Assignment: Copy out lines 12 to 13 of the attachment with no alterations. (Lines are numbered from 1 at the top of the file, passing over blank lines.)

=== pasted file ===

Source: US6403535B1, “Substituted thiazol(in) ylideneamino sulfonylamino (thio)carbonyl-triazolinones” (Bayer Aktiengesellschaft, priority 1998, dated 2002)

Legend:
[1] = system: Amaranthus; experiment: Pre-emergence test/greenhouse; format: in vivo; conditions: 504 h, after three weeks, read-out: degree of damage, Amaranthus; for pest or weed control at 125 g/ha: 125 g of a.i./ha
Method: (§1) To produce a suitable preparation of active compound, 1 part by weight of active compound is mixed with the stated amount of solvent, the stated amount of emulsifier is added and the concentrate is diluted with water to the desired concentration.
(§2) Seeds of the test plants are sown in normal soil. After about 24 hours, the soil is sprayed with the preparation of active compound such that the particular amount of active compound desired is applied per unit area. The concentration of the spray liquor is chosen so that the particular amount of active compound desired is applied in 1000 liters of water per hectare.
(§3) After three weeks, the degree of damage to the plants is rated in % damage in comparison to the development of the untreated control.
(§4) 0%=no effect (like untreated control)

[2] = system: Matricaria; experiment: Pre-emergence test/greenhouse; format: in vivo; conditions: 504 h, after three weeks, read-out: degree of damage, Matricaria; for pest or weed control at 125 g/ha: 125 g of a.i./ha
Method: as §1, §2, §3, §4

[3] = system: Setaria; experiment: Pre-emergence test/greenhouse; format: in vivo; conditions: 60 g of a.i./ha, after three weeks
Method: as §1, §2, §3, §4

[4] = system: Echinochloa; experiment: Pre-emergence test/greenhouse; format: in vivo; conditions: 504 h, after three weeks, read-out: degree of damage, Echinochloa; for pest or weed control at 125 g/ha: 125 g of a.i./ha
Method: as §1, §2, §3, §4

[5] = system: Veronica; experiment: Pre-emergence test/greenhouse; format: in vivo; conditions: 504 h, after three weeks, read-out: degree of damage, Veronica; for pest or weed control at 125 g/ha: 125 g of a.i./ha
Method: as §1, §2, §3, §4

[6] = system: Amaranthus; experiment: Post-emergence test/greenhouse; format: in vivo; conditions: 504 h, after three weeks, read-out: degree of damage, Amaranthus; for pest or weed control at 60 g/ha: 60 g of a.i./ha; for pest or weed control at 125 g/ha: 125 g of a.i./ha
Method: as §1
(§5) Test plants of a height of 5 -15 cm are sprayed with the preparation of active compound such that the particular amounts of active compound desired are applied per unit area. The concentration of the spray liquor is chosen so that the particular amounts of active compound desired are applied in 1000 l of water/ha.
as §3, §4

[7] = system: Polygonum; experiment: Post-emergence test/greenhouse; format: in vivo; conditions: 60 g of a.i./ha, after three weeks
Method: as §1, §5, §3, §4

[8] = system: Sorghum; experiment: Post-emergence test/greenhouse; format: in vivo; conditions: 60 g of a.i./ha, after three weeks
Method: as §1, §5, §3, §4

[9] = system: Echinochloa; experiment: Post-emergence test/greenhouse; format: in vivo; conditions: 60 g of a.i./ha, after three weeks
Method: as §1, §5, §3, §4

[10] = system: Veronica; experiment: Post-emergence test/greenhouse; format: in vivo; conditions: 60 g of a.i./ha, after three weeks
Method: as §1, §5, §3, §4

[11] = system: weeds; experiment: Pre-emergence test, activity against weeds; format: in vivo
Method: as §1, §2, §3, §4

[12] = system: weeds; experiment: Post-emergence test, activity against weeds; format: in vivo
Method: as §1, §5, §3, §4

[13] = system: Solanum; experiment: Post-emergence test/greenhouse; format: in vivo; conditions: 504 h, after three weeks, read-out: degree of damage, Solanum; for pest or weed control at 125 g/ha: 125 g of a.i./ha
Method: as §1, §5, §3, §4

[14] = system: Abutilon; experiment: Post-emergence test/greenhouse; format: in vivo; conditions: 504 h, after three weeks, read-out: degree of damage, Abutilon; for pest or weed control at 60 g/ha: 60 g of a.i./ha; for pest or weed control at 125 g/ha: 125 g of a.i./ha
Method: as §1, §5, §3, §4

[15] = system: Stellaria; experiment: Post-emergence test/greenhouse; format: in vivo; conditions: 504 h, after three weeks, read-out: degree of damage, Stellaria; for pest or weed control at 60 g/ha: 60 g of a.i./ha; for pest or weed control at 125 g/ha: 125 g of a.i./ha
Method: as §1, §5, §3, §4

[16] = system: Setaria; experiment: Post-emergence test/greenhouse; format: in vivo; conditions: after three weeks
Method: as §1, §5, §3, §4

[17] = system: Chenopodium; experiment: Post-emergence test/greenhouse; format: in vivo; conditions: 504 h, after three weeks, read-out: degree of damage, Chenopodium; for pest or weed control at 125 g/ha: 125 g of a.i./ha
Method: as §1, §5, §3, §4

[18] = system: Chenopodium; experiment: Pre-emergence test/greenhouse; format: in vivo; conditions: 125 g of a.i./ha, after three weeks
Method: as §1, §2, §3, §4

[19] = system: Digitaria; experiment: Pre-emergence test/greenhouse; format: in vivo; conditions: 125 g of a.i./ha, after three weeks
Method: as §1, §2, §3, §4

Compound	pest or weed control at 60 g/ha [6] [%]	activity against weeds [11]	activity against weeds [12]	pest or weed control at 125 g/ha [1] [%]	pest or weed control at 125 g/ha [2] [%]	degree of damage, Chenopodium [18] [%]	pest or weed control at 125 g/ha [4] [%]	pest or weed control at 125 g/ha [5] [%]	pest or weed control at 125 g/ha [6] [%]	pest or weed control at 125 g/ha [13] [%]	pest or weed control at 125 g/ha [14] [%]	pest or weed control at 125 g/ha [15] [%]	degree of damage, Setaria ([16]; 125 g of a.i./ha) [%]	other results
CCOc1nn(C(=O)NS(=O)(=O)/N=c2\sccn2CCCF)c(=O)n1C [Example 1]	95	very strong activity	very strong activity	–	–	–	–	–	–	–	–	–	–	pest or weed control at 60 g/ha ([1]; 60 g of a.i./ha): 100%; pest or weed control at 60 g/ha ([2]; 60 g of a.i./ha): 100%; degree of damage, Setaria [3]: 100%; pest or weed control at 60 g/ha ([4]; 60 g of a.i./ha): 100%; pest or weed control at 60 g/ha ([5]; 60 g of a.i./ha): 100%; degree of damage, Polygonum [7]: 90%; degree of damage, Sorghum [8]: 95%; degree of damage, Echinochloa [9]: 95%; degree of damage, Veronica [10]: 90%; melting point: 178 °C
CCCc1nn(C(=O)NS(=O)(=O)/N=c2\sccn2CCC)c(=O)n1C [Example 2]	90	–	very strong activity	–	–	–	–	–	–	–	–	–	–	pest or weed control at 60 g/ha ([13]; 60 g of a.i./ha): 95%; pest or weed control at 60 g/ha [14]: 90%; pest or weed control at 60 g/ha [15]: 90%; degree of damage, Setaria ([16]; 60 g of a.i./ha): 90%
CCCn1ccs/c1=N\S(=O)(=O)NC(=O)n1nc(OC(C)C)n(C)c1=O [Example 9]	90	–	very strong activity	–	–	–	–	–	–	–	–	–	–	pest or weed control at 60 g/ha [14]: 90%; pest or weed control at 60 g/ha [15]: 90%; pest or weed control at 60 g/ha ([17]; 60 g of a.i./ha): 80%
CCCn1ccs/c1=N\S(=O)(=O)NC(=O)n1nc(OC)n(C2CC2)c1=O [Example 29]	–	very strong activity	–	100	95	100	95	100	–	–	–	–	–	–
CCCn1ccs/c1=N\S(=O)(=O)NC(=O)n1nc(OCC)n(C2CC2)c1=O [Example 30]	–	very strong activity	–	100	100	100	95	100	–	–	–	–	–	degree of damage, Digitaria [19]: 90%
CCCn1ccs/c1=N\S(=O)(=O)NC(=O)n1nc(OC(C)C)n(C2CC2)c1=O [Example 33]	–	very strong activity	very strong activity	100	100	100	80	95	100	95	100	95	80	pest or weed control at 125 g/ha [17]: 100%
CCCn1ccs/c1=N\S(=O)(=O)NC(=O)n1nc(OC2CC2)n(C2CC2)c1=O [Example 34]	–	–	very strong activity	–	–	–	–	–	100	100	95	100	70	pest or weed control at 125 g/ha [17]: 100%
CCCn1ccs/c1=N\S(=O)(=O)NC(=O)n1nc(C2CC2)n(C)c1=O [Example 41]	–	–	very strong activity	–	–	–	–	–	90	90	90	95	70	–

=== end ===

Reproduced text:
[4] = system: Echinochloa; experiment: Pre-emergence test/greenhouse; format: in vivo; conditions: 504 h, after three weeks, read-out: degree of damage, Echinochloa; for pest or weed control at 125 g/ha: 125 g of a.i./ha
Method: as §1, §2, §3, §4